Other AskRI resources, including EBSCO databases, World Book and AtoZ databases are supported with state funds. Most staff support, including all services provided by the Providence Public Library serving as the Statewide Reference Resource Center, is paid for with state funds. EBSCO databases include Academic Search, Masterfile, History Reference Center, NoveList, Points of View, Biography Reference Center, Literary Reference Center, Consumer Health, and Auto Repair.
How many OLIS staff are paid with LSTA funds?
Most OLIS staff are paid with a mix of state and LSTA funds. In 2017, out of 12 staff, 9 staff are paid with a mix of LSTA and state funds; adding up the percentage of salaries covered by federal funds, the equivalent of 5.5 FTEs are funded with federal funds.
If the IMLS is eliminated, when would Rhode Island libraries feel the effect?
Loss of LSTA funding would have a minimal impact on OLIS operations in state fiscal year 2018 and a major impact on the following year. The federal government currently does not have a budget and is running under a "Continuing Resolution" (CR) through April 28, 2017. Under the CR, LSTA Grants to States were awarded with partial funding for 2017; Rhode Island's partial award is 21% less than the full 2016 award. The 2017 award would be expended in state fiscal year 2018, resulting in minimal disruption of services in 2018 (see note for an explanation of how Grants to States are awarded). OLIS and Rhode Island libraries would experience significant reductions of services beginning in July 2018 if the IMLS and LSTA funding were eliminated.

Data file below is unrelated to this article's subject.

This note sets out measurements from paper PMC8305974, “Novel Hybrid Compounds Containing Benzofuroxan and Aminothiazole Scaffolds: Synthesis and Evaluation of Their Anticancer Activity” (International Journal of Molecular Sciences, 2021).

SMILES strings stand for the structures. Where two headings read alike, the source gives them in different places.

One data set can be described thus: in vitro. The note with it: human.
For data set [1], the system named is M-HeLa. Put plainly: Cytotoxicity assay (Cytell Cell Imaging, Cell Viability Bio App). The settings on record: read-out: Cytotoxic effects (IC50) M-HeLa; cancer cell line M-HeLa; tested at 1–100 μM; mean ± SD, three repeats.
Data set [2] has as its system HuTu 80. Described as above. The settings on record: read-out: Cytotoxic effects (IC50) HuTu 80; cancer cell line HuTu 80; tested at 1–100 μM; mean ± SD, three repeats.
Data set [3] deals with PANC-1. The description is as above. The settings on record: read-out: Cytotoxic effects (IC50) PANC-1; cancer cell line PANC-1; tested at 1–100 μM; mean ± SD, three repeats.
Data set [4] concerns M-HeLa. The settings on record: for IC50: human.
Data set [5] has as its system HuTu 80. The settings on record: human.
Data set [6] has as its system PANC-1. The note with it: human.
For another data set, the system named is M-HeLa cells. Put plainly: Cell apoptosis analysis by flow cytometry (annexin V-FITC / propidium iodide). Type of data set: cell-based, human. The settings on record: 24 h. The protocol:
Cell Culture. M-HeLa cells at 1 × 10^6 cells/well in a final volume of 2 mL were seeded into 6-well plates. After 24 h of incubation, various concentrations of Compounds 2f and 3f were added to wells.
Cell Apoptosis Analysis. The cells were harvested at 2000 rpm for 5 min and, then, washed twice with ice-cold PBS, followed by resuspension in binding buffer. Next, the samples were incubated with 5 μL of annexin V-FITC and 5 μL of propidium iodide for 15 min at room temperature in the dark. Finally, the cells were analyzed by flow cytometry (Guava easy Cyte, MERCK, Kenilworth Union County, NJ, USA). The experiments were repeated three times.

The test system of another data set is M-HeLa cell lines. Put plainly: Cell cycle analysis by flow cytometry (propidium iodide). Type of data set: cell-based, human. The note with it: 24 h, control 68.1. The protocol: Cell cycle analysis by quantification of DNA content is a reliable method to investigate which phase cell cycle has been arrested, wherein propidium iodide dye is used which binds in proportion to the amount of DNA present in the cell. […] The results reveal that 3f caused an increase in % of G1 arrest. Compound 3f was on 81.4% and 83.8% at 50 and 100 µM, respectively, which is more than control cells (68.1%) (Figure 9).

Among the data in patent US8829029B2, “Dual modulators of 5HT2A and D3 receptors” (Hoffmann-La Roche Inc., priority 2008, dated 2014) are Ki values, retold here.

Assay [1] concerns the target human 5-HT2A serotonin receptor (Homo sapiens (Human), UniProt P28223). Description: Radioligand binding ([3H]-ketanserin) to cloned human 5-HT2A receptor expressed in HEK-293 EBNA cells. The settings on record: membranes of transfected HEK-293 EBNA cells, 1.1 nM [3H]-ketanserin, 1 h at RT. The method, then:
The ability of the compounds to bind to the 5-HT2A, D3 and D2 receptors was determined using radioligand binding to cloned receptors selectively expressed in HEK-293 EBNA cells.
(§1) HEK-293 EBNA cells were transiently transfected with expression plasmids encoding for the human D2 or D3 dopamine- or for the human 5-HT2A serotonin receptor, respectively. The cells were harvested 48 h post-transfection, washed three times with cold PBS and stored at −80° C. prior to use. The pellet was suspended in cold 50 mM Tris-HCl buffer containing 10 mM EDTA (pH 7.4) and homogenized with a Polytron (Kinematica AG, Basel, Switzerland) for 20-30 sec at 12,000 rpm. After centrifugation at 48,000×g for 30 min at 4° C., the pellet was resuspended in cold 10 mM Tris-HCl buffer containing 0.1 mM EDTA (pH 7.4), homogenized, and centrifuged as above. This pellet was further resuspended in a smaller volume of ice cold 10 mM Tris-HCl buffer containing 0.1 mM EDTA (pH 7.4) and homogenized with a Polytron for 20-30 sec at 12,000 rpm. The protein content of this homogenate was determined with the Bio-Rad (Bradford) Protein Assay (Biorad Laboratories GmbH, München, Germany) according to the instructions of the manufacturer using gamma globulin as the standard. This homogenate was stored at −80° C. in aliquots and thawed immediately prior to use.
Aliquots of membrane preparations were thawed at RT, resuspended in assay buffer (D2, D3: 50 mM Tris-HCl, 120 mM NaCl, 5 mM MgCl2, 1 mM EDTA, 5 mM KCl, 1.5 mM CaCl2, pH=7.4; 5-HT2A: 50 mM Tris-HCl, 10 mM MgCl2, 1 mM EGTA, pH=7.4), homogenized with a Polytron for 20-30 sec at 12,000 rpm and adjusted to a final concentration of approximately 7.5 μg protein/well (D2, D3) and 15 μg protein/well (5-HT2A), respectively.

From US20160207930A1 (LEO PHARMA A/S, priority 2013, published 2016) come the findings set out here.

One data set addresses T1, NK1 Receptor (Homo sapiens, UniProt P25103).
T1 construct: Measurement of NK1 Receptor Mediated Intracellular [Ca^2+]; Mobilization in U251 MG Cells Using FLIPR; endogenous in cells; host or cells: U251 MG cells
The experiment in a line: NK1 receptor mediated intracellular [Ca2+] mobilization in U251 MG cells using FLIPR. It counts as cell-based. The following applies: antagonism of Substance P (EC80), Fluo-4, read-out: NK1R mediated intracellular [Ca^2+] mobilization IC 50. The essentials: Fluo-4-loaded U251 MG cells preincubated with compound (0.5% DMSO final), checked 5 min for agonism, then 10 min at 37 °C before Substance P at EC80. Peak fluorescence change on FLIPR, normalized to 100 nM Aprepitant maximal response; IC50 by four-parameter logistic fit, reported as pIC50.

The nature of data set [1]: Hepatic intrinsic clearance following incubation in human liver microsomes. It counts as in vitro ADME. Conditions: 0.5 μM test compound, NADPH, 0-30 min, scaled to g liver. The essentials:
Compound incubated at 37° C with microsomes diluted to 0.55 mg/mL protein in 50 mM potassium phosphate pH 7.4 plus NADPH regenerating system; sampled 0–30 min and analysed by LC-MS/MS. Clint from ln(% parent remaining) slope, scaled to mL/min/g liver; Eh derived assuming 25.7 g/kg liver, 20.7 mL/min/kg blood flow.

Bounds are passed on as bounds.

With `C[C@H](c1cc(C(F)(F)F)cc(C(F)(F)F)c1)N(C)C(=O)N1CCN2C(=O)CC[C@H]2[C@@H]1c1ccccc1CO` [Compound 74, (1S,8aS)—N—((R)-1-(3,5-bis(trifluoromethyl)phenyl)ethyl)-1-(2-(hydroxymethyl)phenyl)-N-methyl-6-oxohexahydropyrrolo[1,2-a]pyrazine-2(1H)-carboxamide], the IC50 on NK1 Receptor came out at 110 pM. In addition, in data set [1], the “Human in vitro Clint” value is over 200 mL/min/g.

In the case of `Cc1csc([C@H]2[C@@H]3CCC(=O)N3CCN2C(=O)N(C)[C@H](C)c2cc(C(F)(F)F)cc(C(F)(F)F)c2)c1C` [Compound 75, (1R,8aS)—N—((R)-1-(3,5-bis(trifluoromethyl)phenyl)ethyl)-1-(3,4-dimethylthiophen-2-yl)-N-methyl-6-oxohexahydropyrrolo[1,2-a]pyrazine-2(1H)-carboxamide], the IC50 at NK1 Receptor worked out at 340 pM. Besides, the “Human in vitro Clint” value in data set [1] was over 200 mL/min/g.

This doesn't sound good for Rhode Island libraries. What can I do?
Information will be placed on the OLIS website as it becomes available. Additionally, the Rhode Island Library Association, the Coalition of Library Advocates and other RI library organizations are strong advocates for Rhode Island's libraries.
*Federal fiscal years run 3 months behind state fiscal years; federal fiscal years begin in October while the state fiscal year begins in July. LSTA funding is awarded for a two year period; OLIS generally expends its LSTA grant in the state year that starts the year after the grant award. That is, the 2017 award, which was made in January 2017, will be spent in state fiscal year 2018 (July 1, 2017-June 30, 2018).